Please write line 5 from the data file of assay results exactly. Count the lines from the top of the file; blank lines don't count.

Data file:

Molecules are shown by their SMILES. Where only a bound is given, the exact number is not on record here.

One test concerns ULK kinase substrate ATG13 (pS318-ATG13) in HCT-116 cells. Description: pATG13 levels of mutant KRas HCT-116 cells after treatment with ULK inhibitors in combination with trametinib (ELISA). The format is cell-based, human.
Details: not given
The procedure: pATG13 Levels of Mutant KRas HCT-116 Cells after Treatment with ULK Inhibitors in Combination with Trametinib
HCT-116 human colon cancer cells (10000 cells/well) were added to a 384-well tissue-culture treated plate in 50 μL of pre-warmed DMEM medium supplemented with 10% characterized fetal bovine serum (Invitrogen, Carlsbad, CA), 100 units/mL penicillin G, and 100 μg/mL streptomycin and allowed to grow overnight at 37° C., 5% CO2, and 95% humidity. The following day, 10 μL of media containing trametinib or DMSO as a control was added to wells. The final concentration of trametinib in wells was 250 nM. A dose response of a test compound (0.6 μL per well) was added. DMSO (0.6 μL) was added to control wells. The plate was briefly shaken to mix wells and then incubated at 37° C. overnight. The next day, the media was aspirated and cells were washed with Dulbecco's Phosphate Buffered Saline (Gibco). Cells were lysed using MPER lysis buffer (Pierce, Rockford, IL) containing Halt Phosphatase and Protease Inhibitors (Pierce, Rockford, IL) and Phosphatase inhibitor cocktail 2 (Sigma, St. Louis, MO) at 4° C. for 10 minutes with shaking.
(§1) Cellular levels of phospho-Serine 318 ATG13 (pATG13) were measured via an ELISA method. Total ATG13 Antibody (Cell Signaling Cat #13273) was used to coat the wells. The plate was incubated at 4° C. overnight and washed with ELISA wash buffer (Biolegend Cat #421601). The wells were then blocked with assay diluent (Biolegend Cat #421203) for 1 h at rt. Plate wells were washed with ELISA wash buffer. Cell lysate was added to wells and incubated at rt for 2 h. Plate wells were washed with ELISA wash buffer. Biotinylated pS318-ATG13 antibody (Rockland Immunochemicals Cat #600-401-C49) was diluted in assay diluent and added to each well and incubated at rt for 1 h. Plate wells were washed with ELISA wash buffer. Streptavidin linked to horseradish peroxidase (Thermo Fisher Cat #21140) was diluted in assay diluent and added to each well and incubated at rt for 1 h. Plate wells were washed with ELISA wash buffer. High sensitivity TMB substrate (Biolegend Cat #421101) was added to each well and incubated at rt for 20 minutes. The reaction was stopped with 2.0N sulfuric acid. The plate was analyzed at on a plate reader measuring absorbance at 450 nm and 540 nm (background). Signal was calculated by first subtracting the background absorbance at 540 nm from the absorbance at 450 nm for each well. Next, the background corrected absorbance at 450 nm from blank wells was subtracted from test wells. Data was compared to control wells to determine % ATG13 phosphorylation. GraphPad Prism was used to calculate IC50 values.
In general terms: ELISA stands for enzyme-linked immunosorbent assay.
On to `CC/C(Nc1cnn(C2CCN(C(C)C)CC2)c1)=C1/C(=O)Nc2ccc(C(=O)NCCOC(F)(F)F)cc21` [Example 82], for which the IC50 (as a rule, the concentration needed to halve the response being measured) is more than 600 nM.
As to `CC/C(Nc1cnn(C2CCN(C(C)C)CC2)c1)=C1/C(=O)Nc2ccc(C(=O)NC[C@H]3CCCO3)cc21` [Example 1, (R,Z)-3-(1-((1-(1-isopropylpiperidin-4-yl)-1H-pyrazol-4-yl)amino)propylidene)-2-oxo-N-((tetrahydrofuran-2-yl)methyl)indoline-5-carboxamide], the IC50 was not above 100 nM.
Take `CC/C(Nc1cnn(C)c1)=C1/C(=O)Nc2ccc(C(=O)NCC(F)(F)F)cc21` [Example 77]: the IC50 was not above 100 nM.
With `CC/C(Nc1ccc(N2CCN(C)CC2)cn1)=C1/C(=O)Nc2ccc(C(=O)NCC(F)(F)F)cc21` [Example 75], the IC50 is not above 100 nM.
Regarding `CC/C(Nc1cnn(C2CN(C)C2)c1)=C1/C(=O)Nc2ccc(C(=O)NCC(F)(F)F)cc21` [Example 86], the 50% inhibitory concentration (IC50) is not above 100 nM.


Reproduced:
HCT-116 human colon cancer cells (10000 cells/well) were added to a 384-well tissue-culture treated plate in 50 μL of pre-warmed DMEM medium supplemented with 10% characterized fetal bovine serum (Invitrogen, Carlsbad, CA), 100 units/mL penicillin G, and 100 μg/mL streptomycin and allowed to grow overnight at 37° C., 5% CO2, and 95% humidity. The following day, 10 μL of media containing trametinib or DMSO as a control was added to wells. The final concentration of trametinib in wells was 250 nM. A dose response of a test compound (0.6 μL per well) was added. DMSO (0.6 μL) was added to control wells. The plate was briefly shaken to mix wells and then incubated at 37° C. overnight. The next day, the media was aspirated and cells were washed with Dulbecco's Phosphate Buffered Saline (Gibco). Cells were lysed using MPER lysis buffer (Pierce, Rockford, IL) containing Halt Phosphatase and Protease Inhibitors (Pierce, Rockford, IL) and Phosphatase inhibitor cocktail 2 (Sigma, St. Louis, MO) at 4° C. for 10 minutes with shaking.